2. Cooking with a stockpot (about 1-1/2 to 2 hours) Pour 2 tablespoons olive oil into an 8-quart stockpot. Add the sausage and begin to brown it; add the leeks and the garlic, and stir until they are tender. Add the pre-soaked beans and the bay leaves, and enough liquid to cover 2 inches above the line of the beans. Cook over medium heat, stirring as needed. When the beans are beginning to become tender, add the remaining ingredients: carrots, celery, zucchini, parsley, thyme, salt and black pepper, and more liquid as needed. Cook until all the beans and vegetables are tender. Season the beans with the salt and pepper.
2. Cooking with a Pressure cooker (about 1 hour and 5 minutes) Pour 2 tablespoons olive oil into an 8-quart stockpot. Add the sausage and begin to brown it, and then add the leeks and the garlic and stir until they are tender. Add the pre-soaked beans and the bay leaves, and enough liquid to cover 2 inches above the line of the beans. Cover with the lid and pressure cook according to manufacturer’s directions. After the pressure cooker has reached the top pressure and it begins to hiss, lower the flame on the stove to medium-low and cook for 25 minutes. After this time, cool the pressure cooker under cold water, and then remove the lid. Add the remaining ingredients: carrots, celery, zucchini, parsley, thyme, salt and black pepper, and more liquid as needed. Cook until all the beans and vegetables are tender. Season the beans with the salt and black pepper.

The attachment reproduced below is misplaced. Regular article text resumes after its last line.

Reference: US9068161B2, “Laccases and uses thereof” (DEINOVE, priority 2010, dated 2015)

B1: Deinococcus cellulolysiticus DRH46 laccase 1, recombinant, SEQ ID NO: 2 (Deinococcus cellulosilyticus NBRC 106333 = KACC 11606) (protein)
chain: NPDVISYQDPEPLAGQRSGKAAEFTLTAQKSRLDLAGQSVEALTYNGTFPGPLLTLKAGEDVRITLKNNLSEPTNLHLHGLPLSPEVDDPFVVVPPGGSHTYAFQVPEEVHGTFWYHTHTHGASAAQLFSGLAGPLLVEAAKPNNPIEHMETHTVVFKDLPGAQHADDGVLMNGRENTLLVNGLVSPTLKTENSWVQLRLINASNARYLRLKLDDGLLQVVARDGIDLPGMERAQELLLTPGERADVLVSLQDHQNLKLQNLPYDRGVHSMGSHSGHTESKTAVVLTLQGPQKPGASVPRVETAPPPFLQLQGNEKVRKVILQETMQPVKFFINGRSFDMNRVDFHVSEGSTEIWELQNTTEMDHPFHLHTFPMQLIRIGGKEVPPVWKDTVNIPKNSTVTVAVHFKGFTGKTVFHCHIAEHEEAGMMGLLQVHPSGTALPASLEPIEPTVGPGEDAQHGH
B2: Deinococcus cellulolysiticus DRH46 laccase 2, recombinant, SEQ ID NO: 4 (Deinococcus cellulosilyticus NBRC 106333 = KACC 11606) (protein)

Not too long ago I was over looking at Norma’s blog Garden to Wok —Norma by the way, has a nice blog about Chinese food— and I found that she grew mung bean sprouts in a colander set out on the kitchen counter. Looking on the internet a little more I discovered that many people are growing sprouts: Chef In You, How Stuff Works, Simple Green Frugal; I also found a nice how-to YouTube video by a happy couple who grow theirs in a jar.
Since I don’t have a green thumb I thought…, why not grown my own bean sprouts? I bought a cup of organic mung beans and followed Norma’s instructions. I felt the wonder of a 10 year-old every time I came back to check on the sprouts to see how much they had grown. One cup of mung beans made 1-3/4 gallons —amazing! I made yeasted sprouted whole wheat bread, sandwiches, and a couple of stir-frys that called for a lot of sprouts. I really I don’t need that many sprouts, so next time I’ll just use 1/3 to 1/2 of a cup. The sprouts only last 2 to 3 days once they are harvested.
Following Norma’s method, you’ll need a colander, cheese cloth or a paper towel, a four cup bowl, and a sieve.
1) Place the seeds in the bowl and cover them with water. Swish the water well, and then strain the water out of the bowl through the sieve so you don’t lose any beans.
2) Place all the beans back in the back in the bowl and cover with 2-1/2 times the water. Let them soak for 8 hours.